Naked and Alone in a Strange New World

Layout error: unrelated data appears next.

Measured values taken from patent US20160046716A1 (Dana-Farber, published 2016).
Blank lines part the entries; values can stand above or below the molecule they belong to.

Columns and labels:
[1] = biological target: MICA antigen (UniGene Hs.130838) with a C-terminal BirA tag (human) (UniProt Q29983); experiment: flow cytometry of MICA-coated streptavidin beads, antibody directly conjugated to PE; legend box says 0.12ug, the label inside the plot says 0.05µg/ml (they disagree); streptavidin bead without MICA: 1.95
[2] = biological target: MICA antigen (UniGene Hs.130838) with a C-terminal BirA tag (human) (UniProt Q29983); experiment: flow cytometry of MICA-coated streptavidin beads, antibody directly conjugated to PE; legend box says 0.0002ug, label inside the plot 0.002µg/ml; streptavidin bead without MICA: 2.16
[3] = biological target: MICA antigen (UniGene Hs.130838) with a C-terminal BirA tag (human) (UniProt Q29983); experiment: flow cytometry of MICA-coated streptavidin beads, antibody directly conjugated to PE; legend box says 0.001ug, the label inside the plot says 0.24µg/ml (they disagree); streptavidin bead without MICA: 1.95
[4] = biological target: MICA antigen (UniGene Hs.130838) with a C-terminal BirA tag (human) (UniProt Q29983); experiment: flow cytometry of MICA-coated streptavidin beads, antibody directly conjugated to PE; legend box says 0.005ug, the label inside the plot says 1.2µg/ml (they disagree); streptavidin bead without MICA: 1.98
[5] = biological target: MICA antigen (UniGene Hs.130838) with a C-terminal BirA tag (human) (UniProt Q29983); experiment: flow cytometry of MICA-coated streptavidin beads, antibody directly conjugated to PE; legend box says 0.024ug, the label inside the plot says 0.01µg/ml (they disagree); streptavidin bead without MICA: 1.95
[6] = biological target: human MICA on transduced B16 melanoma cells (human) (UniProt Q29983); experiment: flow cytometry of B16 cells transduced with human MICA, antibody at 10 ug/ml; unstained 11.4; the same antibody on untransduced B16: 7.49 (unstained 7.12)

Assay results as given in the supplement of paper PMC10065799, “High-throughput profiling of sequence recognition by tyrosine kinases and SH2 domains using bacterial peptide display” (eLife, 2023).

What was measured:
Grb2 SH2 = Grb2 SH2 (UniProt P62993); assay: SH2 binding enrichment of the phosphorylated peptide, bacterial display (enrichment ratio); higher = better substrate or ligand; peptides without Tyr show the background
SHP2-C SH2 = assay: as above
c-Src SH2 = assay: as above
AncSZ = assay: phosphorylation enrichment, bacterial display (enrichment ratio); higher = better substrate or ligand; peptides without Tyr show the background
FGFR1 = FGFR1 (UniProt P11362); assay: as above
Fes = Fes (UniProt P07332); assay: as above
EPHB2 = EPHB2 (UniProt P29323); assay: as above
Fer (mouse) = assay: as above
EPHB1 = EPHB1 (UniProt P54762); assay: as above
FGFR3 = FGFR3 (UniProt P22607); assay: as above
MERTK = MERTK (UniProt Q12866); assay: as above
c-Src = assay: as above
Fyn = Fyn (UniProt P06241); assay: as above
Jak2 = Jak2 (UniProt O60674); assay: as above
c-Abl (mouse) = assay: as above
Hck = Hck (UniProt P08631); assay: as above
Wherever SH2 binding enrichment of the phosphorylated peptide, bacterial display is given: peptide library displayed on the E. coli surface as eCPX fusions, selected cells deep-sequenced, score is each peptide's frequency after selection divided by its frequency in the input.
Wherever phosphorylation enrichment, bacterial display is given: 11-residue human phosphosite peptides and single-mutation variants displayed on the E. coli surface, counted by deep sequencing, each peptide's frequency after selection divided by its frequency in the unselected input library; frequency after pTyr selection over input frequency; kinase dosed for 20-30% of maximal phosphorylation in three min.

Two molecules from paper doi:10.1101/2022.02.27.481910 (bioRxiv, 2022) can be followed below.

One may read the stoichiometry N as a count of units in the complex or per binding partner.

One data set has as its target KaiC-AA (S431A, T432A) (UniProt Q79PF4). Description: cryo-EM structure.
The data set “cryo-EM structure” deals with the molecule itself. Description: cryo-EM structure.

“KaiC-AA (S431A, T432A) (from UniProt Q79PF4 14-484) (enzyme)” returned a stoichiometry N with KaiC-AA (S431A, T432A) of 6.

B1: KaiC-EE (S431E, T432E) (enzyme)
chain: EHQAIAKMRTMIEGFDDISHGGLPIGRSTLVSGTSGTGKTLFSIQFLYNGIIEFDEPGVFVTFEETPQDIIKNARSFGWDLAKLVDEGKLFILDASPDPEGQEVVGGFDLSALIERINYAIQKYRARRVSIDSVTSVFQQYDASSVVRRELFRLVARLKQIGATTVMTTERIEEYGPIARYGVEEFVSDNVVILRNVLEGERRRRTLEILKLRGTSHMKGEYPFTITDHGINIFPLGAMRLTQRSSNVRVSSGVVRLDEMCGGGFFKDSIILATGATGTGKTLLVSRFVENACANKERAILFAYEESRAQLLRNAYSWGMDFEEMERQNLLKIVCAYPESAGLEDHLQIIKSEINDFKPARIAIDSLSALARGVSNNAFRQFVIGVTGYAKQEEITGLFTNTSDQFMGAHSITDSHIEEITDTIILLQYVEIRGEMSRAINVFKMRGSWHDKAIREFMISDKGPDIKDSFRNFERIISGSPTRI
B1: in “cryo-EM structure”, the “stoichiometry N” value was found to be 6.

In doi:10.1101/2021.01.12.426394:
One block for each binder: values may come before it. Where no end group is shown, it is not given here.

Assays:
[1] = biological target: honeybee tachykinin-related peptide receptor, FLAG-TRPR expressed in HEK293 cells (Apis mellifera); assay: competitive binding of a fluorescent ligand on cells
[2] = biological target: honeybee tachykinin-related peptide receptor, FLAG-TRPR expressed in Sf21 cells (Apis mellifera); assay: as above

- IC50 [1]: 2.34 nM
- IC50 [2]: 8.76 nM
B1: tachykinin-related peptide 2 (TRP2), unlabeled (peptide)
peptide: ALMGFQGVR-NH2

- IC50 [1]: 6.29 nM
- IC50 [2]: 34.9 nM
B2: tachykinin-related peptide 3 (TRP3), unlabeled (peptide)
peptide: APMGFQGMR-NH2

Naked and Alone is a comparative analysis of early modern captivity narratives that chronicle the harrowing experiences of a few Iberians and one Hessian in the New World during the century of exploration and colonization. Included among them are the tales of Jeronimo de Aguilar and Gonzalo Guerrero, Alvar Nunez Cabeza de Vaca , Juan Ortiz, Hans Stade, and Francisco Nunez de Pineda y Bascunan. After years of captivity that stripped the unfortunate men of their cultural identity, they eventually reunited with their countrymen to relate and record tales that rivaled the heroic epics. The authors thus provided most Europeans with a first glimpse into exotic New World societies considered strange and perhaps even diabolical by the colonizers. At the same time, most contemporaries used the narratives as justification for imperial prerogatives although the captives themselves came away with a deeper understanding of and appreciation for their Indian captors.Although considered by some early historians as reliable texts, the captivity narratives are rejected by this author as historically accurate depictions of the experiences-faulty memories, contemporary myth, and the authors' subjectivity greatly impeded the veracity. He instead argues that the texts are cultural artifacts that offer useful insight to the mentalities of the age. In order to construct a histoire des mentalities, the author incorporates anthropological perspectives of myth and employs textual/contextual analysis to unlock the deeper meanings often obscured by the literary imagery. What results is an interpretation that aids understanding of sixteenth-century peoples and societies, and of the post-colonial American cultures most directly influenced by them.
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